Coral reefs won't stand a chance. The combined effects of warming and acidity are worse than either one on its own. Researchers have found that acidity makes corals more prone to rapid bleaching, a potentially fatal condition in which the coral polyps expel their food-producing symbiont. Acidity also appears to affect the neurotransmitters of some fish, causing changes in behavior responses that make them more vulnerable to predators.

OA also impairs reproductive success in other marine creatures, and it interferes with respiration in squids. In their first year of life, fish such as salmon rely on a diet that includes pteropods, tiny marine snails, to survive. Pteropods build calcium carbonate shells so delicate that they're transparent and are tremendously sensitive to acids. Their shells are already dissolving. “That," says Feely, “doesn't bode well for the entire food chain in the ocean."

Ocean chemistry, including pH level, varies depending on several factors including water temperature and salinity. For example, cold water more readily absorbs CO2, so pteropods and other creatures at high latitudes are affected sooner than similar organisms in warmer waters. The Global Ocean Acidification Observing Network (GOA-ON) is a recent internationally coordinated effort to monitor levels of carbon in the ocean around the world.

Scientists have been coordinating ocean observations since the U.N. Intergovernmental Conference on Oceanographic Research, held in Copenhagen, Denmark, in 1960. Roger Revelle, then-director of the Scripps Institution of Oceanography, stressed the need for such an international effort. More than two decades before anthropogenic climate change entered public discourse, Revelle called for international cooperation and coordination in taking the observations and recording the results.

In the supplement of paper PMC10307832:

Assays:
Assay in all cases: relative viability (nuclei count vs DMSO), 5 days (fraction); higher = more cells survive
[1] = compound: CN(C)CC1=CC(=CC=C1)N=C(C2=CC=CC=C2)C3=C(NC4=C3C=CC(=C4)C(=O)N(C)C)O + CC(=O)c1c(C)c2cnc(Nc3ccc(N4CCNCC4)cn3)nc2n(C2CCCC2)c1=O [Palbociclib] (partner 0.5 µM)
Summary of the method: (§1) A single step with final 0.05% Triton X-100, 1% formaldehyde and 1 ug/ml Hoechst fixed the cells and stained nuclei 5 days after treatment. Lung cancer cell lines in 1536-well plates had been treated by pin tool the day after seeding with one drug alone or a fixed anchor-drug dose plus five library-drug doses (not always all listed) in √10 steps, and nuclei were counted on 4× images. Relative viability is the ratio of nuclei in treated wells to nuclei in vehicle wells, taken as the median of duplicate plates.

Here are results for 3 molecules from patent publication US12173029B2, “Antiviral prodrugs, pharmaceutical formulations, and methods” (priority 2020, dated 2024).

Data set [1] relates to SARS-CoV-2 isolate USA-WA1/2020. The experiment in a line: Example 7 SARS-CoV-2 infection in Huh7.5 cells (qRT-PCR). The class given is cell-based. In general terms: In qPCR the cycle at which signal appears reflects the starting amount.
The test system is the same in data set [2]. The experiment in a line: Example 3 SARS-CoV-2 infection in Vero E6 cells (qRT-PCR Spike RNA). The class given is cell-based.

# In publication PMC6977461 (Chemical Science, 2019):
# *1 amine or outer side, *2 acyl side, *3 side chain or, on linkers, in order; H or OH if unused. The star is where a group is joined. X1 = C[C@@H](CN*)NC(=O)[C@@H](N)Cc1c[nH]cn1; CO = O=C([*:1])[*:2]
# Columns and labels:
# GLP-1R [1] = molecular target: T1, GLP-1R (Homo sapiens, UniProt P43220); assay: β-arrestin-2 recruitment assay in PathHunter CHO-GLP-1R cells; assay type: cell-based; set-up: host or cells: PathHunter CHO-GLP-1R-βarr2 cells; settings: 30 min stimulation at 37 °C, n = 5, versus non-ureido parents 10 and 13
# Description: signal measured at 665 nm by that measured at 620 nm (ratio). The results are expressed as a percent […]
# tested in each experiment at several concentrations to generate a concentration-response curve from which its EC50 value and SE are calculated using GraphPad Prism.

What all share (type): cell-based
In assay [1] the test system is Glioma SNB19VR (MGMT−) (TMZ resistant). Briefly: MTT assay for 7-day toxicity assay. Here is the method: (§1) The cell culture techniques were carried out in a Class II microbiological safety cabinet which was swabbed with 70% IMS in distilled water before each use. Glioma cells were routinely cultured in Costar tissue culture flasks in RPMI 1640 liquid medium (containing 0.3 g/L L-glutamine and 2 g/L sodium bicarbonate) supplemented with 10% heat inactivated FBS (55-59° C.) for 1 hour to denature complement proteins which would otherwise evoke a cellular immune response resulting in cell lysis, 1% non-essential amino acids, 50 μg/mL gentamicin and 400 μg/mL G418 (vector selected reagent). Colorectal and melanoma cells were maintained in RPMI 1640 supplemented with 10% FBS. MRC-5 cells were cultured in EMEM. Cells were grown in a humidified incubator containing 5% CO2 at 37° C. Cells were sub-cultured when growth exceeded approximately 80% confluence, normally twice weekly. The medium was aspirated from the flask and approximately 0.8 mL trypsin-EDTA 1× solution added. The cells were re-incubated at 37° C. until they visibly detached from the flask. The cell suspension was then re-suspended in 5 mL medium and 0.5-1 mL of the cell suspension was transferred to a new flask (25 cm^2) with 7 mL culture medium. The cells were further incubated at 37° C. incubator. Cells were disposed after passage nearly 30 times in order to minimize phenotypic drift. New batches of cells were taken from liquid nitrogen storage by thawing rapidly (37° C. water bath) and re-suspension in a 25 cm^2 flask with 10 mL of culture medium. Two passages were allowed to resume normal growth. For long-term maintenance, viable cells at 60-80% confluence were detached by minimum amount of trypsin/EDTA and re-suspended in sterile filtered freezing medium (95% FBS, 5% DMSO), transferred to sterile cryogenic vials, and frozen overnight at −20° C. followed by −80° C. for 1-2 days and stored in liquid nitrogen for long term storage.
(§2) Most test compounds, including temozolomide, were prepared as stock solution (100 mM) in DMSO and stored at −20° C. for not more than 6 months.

Revelle wanted to learn whether the absorbed CO2 remain in the surface layers or spread throughout the debths. By 2010, researchers like Feely were recording 1 million measurements a year. Today, participants use sensors on ocean buoys, dedicated research vessels, and ships to collect daily readings from several countries.

Feely directs the U.S. West Coast monitoring system for NOAA, working with states and eight federal agencies while also working to expand monitoring efforts internationally. But many regions still lack the necessary infrastructure to monitor acidity. “That's the next big push," says Feely. And the stakes, Feely emphasizes, couldn't be higher. “One in seven people on the planet depend on seafood for protein." doclink

Speaker at Vatican Climate Change Rollout Said Earth Was Overpopulated at 6 Billion

June 14 , 2015, Newsmax

Hans Schellnhuber, a climate scientist who spoke when Pope Francis unveiled his climate change encyclical on June 18, once said the world is overpopulated by 6 billion people.

Schellnhuber is the Founding Director of the Potsdam Institute for Climate Impact Research and Chairman of the German Advisory Council on Global Change. He once called for an Earth Constitution that would transcend the U.N. Charter and a "Global Council … elected by all the people on Earth" and a "Planetary Court … with respect to violations of the Earth Constitution."

At the 2009 Copenhagen climate conference, Schellnhuber said: "In a very cynical way, it's a triumph for science because at last we have stabilized something - namely the estimates for the carrying capacity of the planet, namely below 1 billion people." He also said that if greenhouse gas buildup caused a rise of 9° F of global temperatures, six billion people would die and much life on earth would be threatened.

Skeptics of man-made climate change have critical concern about the encyclical, in part due to Schellnhuber's role. But many on the left hoped Pope Francis' encyclical would link the global warming fight to religious obligation, Breitbart.com notes. With Schellnhuber, one of the world's most aggressive climate change scientists, the left may be getting what it hopes for. doclink

Art says: Other population writers (e.g., Ehrlich and Weisman) have estimated the Earth's sustainable carrying capacity in the range of 2-3 billion people.

Affordability is Key to Access to Contraception

June 14 , 2015, Los Angeles Times